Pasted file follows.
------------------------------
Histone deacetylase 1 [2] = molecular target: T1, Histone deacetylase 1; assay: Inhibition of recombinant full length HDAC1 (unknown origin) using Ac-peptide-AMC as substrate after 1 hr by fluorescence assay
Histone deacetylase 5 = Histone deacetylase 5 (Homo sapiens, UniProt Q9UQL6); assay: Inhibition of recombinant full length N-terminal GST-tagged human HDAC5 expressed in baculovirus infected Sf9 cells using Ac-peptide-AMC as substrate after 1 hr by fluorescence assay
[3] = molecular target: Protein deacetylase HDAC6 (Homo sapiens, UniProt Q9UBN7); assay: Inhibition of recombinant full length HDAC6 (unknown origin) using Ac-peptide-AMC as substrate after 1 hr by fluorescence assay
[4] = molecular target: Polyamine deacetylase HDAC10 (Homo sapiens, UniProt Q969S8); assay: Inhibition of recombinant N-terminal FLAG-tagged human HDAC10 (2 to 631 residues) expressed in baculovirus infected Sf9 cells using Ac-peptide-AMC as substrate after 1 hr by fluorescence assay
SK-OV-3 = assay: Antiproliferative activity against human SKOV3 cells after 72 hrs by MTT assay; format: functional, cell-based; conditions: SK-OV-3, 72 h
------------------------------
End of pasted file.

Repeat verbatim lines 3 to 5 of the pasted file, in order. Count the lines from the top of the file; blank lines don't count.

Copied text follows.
[3] = molecular target: Protein deacetylase HDAC6 (Homo sapiens, UniProt Q9UBN7); assay: Inhibition of recombinant full length HDAC6 (unknown origin) using Ac-peptide-AMC as substrate after 1 hr by fluorescence assay
[4] = molecular target: Polyamine deacetylase HDAC10 (Homo sapiens, UniProt Q969S8); assay: Inhibition of recombinant N-terminal FLAG-tagged human HDAC10 (2 to 631 residues) expressed in baculovirus infected Sf9 cells using Ac-peptide-AMC as substrate after 1 hr by fluorescence assay
SK-OV-3 = assay: Antiproliferative activity against human SKOV3 cells after 72 hrs by MTT assay; format: functional, cell-based; conditions: SK-OV-3, 72 h